For these to occur, there is a need for combustible material, oxygen and a source of ignition. The risk of these being present results from the use of high oxygen partial pressures and the use of inflammable anaesthetic agents or other inflammable materials. If the pressure of any gas is increased, heat is liberated. If the gas is oxygen and this comes into contact with something flammable like oil or grease in a confined space, the heat liberated may cause an explosion. Hence oil or grease should be kept well away from pressurised oxygen sources. These include not only oxygen, but pressurised air and pressurised nitrous oxide, which can dissociate into nitrogen and oxygen. Although modern anaesthetic volatile agents are non-flammable, ether and cyclopropane are flammable and may still be used in some parts of the world. Ethyl chloride, used to test sensory perception in local anaesthetic blocks and methyl alcohol for cleaning skin, are also flammable. Ignition sources include sparks from static electricity, or faulty electrical apparatus from the diathermy machine or from mains plugs sparking when disconnected. To prevent static electricity causing ignition, not only should efforts be made to minimise the generation of static electricity, but also to discharge any static slowly to earth. There should therefore be an upper and a lower limit to the electrical resistance between the antistatic floor and earth, of between 5MΩ and 20 kΩ respectively. All equipment capable of generating static electricity should make electrical contact with the floor through a medium made of antistatic (conducting) rubber. Staff footwear should also have antistatic rubber soles and the tubing of breathing systems should also be made of antistatic material. Classification of anaesthetic proof equipment is based on the ignition energy required to ignite the most flammable mixture of ether and air. ‘AP’ standard equipment can be used between 5 and 25 cm from such an inflammable anaesthetic gas mixture escaping from a breathing system; furthermore its temperature should not exceed 200◦C. ‘APG’ standard is a more stringent one for anaesthetic proof equipment; it is based on the ignition energy required to ignite the most flammable mixture of ether and oxygen, which should be less than 1 μJ.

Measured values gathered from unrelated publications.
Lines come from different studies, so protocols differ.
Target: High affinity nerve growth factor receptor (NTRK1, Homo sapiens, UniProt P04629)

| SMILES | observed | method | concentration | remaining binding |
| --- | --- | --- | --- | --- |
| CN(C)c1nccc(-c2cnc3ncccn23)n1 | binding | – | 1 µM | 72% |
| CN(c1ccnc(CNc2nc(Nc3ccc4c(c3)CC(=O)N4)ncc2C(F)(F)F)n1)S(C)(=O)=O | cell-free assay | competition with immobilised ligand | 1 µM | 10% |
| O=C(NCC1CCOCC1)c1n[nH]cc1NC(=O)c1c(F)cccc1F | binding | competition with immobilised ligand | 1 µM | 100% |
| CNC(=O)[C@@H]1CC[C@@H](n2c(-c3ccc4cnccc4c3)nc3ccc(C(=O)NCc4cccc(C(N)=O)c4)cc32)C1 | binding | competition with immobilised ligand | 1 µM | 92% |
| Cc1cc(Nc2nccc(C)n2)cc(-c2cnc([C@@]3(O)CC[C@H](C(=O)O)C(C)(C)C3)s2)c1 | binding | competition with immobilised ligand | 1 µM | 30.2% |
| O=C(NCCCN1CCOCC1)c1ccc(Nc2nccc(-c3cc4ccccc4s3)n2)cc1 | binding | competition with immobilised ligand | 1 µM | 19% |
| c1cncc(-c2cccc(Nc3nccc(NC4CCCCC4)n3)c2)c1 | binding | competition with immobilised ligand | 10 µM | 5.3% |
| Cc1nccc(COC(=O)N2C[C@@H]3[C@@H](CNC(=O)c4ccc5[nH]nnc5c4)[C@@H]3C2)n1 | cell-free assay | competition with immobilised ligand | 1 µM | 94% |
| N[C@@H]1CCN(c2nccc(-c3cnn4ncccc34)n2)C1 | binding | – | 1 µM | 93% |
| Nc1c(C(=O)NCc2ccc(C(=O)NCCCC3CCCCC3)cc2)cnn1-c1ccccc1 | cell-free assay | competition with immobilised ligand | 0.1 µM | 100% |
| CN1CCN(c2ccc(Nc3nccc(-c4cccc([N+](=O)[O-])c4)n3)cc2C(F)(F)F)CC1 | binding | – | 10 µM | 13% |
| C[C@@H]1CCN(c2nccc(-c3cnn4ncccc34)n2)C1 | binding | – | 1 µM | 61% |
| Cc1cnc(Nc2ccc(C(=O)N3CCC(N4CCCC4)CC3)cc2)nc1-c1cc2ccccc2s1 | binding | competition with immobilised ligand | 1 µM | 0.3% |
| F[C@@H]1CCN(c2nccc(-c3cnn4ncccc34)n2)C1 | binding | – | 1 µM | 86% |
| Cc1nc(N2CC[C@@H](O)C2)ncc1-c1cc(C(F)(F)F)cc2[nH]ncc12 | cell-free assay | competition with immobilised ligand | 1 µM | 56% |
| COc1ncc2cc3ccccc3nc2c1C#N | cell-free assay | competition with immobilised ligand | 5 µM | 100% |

Keywords: AP standard, APG standard, active scavenger systems, atmospheric pollution, explosion risk, fire risk, greenhouse effect, ignition sources, occupational exposure limits, ozone depletion, passive scavenging systems, scavenging systems, subacute combined degeneration of the spinal cord
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